Coach Blake on Russia training: “It’s going excellent so far”


By Avenash Ramzan

Guyanese boxer Keevin Allicock is making significant progress in his three-week, high-level training camp in Russia ahead of the Tokyo Olympic Games later this month.

The 22-year-old will compete in the Featherweight division instead of the regular Bantamweight, which has been removed by the International Olympic Committee.

Over the last week, Allicock has been upping the intensity as he seeks to get to peak condition for the July 23 to August 8 Games.

Coach Sebert Blake, speaking exclusively to News Room Sport, shared an update on the training thus far, indicating that the facilities in Russia are conducive to the Olympic-type training that is required.

AIBA Three-Star Coach, Sebert Blake (News Room photo/June 2021)

“It’s going excellent so far,” the AIBA Three-Star Coach declared.

“Everything is on point as it regards to training for elite athletes. So far we had two sets of sparring session; we had our first session with a 63kg fighter from the Democratic Republic of Congo, that session went excellent. We were able to utilise all three ranges of boxing that we are trying out, and yes we were successful.”

“We had a second sparring session with the 57kg boxer from the Dominican Republic. This is the same guy Keevin lost to by walkover in the 2019 Pan American trials in Nicaragua. The session was real great and intense; we had to match their aggression and work ethic and in the end Keevin was able to have him surrender.”

Blake was cautiously optimistic after that session, but he also spoke of the need to peak at the right time as the days and weeks count down to the Games.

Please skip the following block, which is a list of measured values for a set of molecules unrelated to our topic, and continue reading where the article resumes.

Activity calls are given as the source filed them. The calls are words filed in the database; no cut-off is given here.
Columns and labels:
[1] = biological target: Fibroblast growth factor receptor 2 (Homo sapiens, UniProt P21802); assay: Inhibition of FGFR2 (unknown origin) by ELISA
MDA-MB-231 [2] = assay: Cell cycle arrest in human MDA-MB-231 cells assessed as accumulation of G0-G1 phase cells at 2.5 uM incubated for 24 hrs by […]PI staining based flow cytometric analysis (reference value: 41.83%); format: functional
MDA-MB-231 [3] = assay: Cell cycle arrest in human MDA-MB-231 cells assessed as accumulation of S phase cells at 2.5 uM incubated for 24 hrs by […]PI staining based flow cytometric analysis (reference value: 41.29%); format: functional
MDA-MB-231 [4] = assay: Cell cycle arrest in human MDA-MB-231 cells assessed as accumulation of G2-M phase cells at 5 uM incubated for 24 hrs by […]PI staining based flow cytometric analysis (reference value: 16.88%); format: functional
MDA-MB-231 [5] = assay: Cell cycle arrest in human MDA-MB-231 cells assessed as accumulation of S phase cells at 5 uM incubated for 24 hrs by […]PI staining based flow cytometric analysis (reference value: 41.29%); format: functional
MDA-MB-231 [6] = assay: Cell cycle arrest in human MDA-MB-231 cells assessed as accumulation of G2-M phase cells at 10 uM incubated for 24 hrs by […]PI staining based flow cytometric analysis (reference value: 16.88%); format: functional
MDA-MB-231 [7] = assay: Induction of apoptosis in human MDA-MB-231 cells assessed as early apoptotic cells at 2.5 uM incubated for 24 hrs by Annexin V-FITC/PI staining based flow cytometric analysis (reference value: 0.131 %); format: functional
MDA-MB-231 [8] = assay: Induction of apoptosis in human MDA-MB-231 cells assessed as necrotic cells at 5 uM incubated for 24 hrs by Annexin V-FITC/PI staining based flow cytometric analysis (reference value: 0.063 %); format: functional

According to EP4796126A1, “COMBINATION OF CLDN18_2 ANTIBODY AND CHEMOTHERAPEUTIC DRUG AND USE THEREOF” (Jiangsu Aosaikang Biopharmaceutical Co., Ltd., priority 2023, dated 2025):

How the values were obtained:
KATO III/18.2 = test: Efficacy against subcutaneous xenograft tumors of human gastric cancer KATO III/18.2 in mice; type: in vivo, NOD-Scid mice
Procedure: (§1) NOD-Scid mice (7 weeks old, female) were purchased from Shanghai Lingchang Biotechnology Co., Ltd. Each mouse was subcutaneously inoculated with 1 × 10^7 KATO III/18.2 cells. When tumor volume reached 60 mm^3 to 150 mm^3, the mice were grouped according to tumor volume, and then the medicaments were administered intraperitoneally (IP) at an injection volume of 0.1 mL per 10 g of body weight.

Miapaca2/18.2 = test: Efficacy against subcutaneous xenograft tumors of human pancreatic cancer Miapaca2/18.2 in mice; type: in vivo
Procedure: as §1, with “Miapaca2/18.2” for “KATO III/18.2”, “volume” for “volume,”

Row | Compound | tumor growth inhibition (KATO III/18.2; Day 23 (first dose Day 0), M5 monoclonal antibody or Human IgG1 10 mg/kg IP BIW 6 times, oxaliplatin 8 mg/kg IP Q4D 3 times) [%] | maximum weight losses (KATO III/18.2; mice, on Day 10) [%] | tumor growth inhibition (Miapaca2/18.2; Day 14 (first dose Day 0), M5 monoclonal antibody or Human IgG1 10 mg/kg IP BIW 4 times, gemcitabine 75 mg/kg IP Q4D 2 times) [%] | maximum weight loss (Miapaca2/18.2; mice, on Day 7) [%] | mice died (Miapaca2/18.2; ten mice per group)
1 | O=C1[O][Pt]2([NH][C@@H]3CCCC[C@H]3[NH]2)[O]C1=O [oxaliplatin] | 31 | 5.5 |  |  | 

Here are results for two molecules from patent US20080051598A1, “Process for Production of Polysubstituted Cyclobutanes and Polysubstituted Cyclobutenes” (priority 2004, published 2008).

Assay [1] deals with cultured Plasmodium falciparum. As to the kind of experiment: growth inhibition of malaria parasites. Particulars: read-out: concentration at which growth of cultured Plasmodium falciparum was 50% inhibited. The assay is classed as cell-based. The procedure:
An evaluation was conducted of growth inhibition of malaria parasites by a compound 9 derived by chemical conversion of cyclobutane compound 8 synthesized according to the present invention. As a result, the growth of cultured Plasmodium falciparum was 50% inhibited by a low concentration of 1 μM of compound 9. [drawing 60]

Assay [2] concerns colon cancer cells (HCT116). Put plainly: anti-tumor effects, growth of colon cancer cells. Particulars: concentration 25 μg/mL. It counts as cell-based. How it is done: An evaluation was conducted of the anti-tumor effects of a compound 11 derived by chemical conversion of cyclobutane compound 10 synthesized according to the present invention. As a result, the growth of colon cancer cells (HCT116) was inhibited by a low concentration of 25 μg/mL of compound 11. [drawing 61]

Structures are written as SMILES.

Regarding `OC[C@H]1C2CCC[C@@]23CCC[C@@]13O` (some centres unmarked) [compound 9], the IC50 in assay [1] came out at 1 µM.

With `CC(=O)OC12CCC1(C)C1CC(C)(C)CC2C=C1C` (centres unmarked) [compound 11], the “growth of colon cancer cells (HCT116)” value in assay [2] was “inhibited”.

Other sparring sessions are lined up against boxers of varying weight class from Jordan, Dominican Republic, Algeria, Botswana, Mauritius and Congo.

Blake, who is thankful to his employers the Guyana Power and Light for allowing him to fulfill his dream as an Olympic Coach, noted that Allicock’s recovery after sessions “is pretty good.”

“For me as a Coach it is a good sign. That shows that he is some good form, but we’re trying to keep it to a level so that he would be able to peak at the right time, and hopefully that’s in the Olympic itself,” Blake commented.

Allicock is ranked 19 in the world and seven in the Americas. Those rankings were crucial in him making the cut to the Games after the COVID-19 pandemic had forced a cancellation of many of the qualification events.

Notably, Allicock is the first Guyanese boxer to qualify for the Games in 25 years, the last being John Douglas in 1996.

There is optimism that Allicock become the first Guyanese to win an Olympic medal since fellow boxer Michael Parris won the country’s lone medal- a bronze- at the 1980 Moscow Games.

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